Personal Finance

How to Adjust to Being Back at Work After Vacation

Pile of paperwork on a desk

Americans are notoriously bad at taking vacation , so if you were smart enough to escape the office for a week or so, there's a good chance you'll come back feeling recharged and refreshed -- that is, until you discover the piles of work awaiting your attention. Coming home to a mountain of tasks, emails , and phone messages is always overwhelming, so here's how to ease your way in.

1. Establish your priorities

Maybe a high-profile project arose during your vacation, and your manager wants you to head it up. Or maybe another team is counting on you to provide data and can't move forward with its work until you do. When you're in catch-up mode, it's critical to establish a list of priorities so you know which tasks to tackle first. If you're not sure which requests warrant your immediate attention, ask for your boss's input. Then, follow that list in order of importance so you're focusing your efforts where they're needed the most.

Pile of paperwork on a desk

IMAGE SOURCE: GETTY IMAGES.

2. Make a daily to-do list for your first week back

Once you figure out which immediate tasks will take priority over others, map out a schedule that allows you to complete them, all the while chipping away at other items on your to-do list, like responding to voicemails. Though following a schedule can help on an everyday basis, it's even more crucial when you know you're already behind (even though it's not your fault).

3. Tap your resources

Before you went away on vacation, you probably enlisted the help of some colleagues to cover for you while you were away. Well, there's no reason they shouldn't extend that assistance for a few more days while you get back up to speed. If you're coming back to a mountain of work, ask your coworkers to pitch in so you don't fall further behind. Of course, you'll want to make it clear that you'll be glad to do the same for them when it's their turn to get away, but chances are, they'll understand your predicament and be willing to help.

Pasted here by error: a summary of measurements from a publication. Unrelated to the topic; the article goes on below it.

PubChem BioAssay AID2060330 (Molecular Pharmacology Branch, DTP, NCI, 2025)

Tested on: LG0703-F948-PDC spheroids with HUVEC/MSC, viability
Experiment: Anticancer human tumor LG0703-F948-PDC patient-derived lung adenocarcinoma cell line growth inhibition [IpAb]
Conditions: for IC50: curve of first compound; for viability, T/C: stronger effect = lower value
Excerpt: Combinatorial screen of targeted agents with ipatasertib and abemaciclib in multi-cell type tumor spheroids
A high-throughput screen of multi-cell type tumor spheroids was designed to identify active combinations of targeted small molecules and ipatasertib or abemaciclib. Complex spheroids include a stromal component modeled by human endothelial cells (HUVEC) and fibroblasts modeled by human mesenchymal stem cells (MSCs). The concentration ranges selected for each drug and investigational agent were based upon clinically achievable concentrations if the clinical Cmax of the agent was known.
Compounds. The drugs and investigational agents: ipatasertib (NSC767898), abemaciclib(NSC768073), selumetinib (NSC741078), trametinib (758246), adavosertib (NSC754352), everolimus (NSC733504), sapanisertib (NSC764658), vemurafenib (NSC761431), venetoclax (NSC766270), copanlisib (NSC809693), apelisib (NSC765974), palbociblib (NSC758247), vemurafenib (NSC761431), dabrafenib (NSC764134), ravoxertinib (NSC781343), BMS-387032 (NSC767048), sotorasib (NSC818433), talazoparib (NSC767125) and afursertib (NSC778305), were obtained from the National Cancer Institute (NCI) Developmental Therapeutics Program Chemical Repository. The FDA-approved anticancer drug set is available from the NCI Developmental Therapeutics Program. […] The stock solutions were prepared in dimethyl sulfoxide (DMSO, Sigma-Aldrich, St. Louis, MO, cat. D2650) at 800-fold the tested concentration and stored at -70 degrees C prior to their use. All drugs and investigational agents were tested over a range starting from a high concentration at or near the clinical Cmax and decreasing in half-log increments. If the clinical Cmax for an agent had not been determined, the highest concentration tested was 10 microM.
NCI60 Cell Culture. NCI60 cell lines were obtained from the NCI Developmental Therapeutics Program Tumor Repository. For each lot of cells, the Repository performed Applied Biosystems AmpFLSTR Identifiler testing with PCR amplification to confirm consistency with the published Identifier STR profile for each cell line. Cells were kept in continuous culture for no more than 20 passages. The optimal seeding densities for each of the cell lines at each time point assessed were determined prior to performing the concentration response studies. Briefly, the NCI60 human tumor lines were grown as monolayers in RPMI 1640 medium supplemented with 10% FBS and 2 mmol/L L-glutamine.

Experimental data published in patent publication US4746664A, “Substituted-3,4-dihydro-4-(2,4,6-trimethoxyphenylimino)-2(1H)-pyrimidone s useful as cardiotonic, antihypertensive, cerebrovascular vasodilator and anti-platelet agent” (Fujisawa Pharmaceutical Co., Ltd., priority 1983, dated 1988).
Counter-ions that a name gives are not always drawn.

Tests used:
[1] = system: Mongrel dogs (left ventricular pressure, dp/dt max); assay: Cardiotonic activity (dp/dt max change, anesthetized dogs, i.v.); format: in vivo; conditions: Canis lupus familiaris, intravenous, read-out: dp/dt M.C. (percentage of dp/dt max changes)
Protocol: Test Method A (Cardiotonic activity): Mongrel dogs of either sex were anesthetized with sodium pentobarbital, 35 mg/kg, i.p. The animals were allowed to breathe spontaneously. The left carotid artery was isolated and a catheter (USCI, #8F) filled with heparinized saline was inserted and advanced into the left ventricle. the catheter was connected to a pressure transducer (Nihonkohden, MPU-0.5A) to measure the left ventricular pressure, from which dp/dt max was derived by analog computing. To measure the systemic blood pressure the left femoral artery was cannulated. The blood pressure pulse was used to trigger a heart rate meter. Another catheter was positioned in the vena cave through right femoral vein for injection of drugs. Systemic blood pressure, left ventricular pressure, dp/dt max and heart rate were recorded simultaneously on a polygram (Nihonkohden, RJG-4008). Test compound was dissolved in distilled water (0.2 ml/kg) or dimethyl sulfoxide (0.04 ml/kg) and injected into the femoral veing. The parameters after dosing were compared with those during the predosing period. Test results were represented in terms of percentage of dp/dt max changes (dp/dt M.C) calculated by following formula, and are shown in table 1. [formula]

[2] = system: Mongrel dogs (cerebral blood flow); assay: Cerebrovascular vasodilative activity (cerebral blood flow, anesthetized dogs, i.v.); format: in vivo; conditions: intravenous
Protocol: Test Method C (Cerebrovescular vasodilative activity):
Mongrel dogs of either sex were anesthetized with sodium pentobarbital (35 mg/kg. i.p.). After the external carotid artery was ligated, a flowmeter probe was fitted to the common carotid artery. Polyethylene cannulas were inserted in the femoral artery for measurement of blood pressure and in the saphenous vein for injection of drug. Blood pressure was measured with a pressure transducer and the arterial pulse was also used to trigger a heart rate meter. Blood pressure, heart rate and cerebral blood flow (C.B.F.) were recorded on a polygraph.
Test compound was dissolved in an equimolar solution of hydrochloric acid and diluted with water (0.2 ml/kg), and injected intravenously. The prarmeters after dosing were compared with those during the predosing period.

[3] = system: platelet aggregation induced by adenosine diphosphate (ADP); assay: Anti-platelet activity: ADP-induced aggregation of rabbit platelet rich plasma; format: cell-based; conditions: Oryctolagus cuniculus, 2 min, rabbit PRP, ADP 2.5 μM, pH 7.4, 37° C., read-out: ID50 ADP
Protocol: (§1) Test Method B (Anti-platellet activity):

4. Leave your out-of-office reply on for just a bit longer

It's common practice to set up an automatic email response when you're away to let people know that it'll take some time for you to respond to their messages. If you want to make your life just a bit less stressful as you ease back into work, leave that automatic reply on for another day or two as you attempt to get your bearings. Once people realize you're back in the office, they might expect you to respond in a more timely manner, so this way, you're buying yourself some leeway to get back to people -- especially those whose messages aren't urgent.

5. Keep your social calendar light

It's hard to keep up with social obligations when things are busy at work. So, do yourself a favor and don't make too many personal plans for the week you get back from vacation. Chances are, you'll have to work longer days than usual to make up for your time away, so don't put pressure on yourself to socialize after work unless it's absolutely necessary.

Adjusting to work after going on vacation isn't easy, but remember this: It'll most likely only take you a week or so to get back into the swing of things, and once you do, your schedule and workload will normalize. Until that happens, just picture yourself on that warm, sandy beach, and let the memories of your time away help you power through.

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The views and opinions expressed herein are the views and opinions of the author and do not necessarily reflect those of Nasdaq, Inc.


The views and opinions expressed herein are the views and opinions of the author and do not necessarily reflect those of Nasdaq, Inc.

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